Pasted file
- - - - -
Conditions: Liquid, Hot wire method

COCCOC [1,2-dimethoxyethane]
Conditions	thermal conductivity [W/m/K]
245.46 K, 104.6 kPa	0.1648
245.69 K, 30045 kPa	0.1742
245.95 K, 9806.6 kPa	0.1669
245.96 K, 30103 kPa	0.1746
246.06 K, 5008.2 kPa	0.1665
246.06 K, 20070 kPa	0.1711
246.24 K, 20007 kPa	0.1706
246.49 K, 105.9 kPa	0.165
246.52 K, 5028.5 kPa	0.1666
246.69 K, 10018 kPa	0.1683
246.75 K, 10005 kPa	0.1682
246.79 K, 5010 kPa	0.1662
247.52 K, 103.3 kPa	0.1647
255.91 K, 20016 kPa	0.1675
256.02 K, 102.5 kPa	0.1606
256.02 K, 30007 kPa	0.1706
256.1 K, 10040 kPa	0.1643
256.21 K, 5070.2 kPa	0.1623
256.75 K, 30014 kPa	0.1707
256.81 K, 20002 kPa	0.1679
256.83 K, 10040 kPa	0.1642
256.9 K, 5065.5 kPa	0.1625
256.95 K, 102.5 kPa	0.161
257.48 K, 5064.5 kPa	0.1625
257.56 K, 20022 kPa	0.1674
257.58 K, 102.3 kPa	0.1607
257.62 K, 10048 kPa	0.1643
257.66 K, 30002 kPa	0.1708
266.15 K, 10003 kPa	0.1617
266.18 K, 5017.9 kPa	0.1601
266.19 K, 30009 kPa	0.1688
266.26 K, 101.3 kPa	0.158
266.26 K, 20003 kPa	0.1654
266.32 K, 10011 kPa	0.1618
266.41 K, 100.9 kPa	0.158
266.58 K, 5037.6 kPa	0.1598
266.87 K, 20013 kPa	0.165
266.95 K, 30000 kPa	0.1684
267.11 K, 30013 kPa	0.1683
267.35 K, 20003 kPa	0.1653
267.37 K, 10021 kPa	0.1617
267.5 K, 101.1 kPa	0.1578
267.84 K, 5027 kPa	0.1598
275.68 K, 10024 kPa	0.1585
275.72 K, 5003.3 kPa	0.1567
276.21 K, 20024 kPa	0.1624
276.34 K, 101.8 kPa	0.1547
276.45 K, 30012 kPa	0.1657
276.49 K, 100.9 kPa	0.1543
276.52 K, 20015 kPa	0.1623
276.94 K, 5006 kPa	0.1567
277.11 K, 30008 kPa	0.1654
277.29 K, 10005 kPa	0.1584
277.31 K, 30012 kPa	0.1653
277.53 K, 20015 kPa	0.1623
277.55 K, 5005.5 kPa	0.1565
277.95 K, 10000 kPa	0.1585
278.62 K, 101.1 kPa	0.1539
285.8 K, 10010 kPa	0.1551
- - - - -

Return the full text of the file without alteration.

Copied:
Conditions: Liquid, Hot wire method

COCCOC [1,2-dimethoxyethane]
Conditions	thermal conductivity [W/m/K]
245.46 K, 104.6 kPa	0.1648
245.69 K, 30045 kPa	0.1742
245.95 K, 9806.6 kPa	0.1669
245.96 K, 30103 kPa	0.1746
246.06 K, 5008.2 kPa	0.1665
246.06 K, 20070 kPa	0.1711
246.24 K, 20007 kPa	0.1706
246.49 K, 105.9 kPa	0.165
246.52 K, 5028.5 kPa	0.1666
246.69 K, 10018 kPa	0.1683
246.75 K, 10005 kPa	0.1682
246.79 K, 5010 kPa	0.1662
247.52 K, 103.3 kPa	0.1647
255.91 K, 20016 kPa	0.1675
256.02 K, 102.5 kPa	0.1606
256.02 K, 30007 kPa	0.1706
256.1 K, 10040 kPa	0.1643
256.21 K, 5070.2 kPa	0.1623
256.75 K, 30014 kPa	0.1707
256.81 K, 20002 kPa	0.1679
256.83 K, 10040 kPa	0.1642
256.9 K, 5065.5 kPa	0.1625
256.95 K, 102.5 kPa	0.161
257.48 K, 5064.5 kPa	0.1625
257.56 K, 20022 kPa	0.1674
257.58 K, 102.3 kPa	0.1607
257.62 K, 10048 kPa	0.1643
257.66 K, 30002 kPa	0.1708
266.15 K, 10003 kPa	0.1617
266.18 K, 5017.9 kPa	0.1601
266.19 K, 30009 kPa	0.1688
266.26 K, 101.3 kPa	0.158
266.26 K, 20003 kPa	0.1654
266.32 K, 10011 kPa	0.1618
266.41 K, 100.9 kPa	0.158
266.58 K, 5037.6 kPa	0.1598
266.87 K, 20013 kPa	0.165
266.95 K, 30000 kPa	0.1684
267.11 K, 30013 kPa	0.1683
267.35 K, 20003 kPa	0.1653
267.37 K, 10021 kPa	0.1617
267.5 K, 101.1 kPa	0.1578
267.84 K, 5027 kPa	0.1598
275.68 K, 10024 kPa	0.1585
275.72 K, 5003.3 kPa	0.1567
276.21 K, 20024 kPa	0.1624
276.34 K, 101.8 kPa	0.1547
276.45 K, 30012 kPa	0.1657
276.49 K, 100.9 kPa	0.1543
276.52 K, 20015 kPa	0.1623
276.94 K, 5006 kPa	0.1567
277.11 K, 30008 kPa	0.1654
277.29 K, 10005 kPa	0.1584
277.31 K, 30012 kPa	0.1653
277.53 K, 20015 kPa	0.1623
277.55 K, 5005.5 kPa	0.1565
277.95 K, 10000 kPa	0.1585
278.62 K, 101.1 kPa	0.1539
285.8 K, 10010 kPa	0.1551